I think my comment was removed because it was inflammatory and trollish, being directed at Paul and his ilk for blindly bashing Macs when they clearly have no clue what they’re talking about.

        • http://nikonrumors.com/ [NR] admin

          yes Ron, I had to remove it – otherwise this will turn into something that we don’t want to have here, please no offends to other readers

        • Paul

          Beautiful.

    • nikkor_2

      “…when quality is paramount then NX is all there is.”

      +1

    • El Aura

      As if anybody forced you to upgrade to Snow Leopard, if you need Capture NX, just wait a few months until it is supported and upgrade then. As if all software always worked on day one after a new Windows release.

  • nuser

    they are making cameras
    I don’t understand why they bother with this stuff in the first place.
    Might as well bundle their products with LR

  • http://nikonrumors.com/ [NR] admin

    maybe Nikon software development department is busy working on NX3…

    • nikkor_2

      Touché, NR!

    • M35G35

      Isn’t the NX series developed by Nik Software?

  • stvwndr

    What’s at issue here is not that Nikon is taking its time putting out an update, but that their software was crap to begin with. Most software didn’t have problems with the 10.6 update because they were following proper development. Heck even the bloatware that PS CS4 CS3 is, didn’t have major issues with SL. Nikon’s software never really felt Mac-like, efficient, or very stable for that matter… The only reason I would still like to use it is the color rendition. LR never looks quite right though the profiles have helped quite a bit. And yes I do calibrate my monitor and understand colorspaces etc. yadda yadda yadda. So I’m not pulling this outta my @ss.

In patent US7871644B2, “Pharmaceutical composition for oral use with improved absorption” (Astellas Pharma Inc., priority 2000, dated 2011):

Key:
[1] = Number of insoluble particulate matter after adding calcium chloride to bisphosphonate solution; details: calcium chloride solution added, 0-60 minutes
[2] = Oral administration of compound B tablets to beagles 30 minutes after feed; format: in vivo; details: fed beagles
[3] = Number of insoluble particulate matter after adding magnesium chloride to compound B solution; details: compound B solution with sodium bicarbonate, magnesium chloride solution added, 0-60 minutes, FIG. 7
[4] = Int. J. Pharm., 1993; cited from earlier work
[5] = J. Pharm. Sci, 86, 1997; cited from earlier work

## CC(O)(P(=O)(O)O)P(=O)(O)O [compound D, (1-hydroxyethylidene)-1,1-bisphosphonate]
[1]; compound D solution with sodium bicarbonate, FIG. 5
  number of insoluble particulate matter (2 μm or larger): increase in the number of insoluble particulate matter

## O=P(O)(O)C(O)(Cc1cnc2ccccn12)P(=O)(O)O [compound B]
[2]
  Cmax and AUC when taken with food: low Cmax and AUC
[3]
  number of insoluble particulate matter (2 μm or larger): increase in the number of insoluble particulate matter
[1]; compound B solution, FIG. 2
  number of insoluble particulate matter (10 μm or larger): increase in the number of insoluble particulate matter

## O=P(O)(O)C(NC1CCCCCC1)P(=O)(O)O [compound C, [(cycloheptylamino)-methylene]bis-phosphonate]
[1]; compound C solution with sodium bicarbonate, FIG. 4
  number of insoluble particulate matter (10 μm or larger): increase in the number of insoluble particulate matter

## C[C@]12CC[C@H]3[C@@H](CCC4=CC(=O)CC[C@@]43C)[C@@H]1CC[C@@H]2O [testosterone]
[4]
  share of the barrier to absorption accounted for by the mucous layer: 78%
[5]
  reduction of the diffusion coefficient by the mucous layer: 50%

Oh and yeah.. developers had several months BEFORE the SL release to test their software. Feel sorry for the people who purchased NX2…..

    • http://www.iamron.com Ron Adair

      Amen. Nikon software has sucked worse than windows since it’s inception. I love Nikon as a camera company, but it’s business practice of favoring Windows over OS X (and collaborating with MS to the point of exclusivity) is both foolish and bothersome.

  • Joe

    Umm whats wrong with Nikon software on 10.6? I have been using it Capture NX2 and transfer with no problem…

  • john

    Nikon. FAIL!

  • Cyberwlf

    Few things i’d like to address in this thread…

    a.) NIK / Nikon software – The release schedule planned is pathetic. They have professionals who use these products and not providing even ground level support within such timeframes is lousy. As mentioned the Snow Leopard SDK has been around for quite a while, other software houses have managed much quicker turn around times than these lot, and as cited it appeared to be a packaging related issue primarily and because it appears to be a simple fix they have no real excuse.

    b.) As mentioned, PS CS4, although not without issue (even CS3) worked immediately. This reflects that the code base behind the NIK products (ViewNX in particular) is quite poor (as NX 2.2.0 is still usable even if not 64bit). Also LR 2.x BEFORE the release of Snow Leopard already had a 64bit OSX 10.6 compliant release ready, so LR3 beta or otherwise being about is actually irrelevant here as Adobe managed to get their act together despite their fallout with Apple over PS regarding the Cocoa/Carbon issue.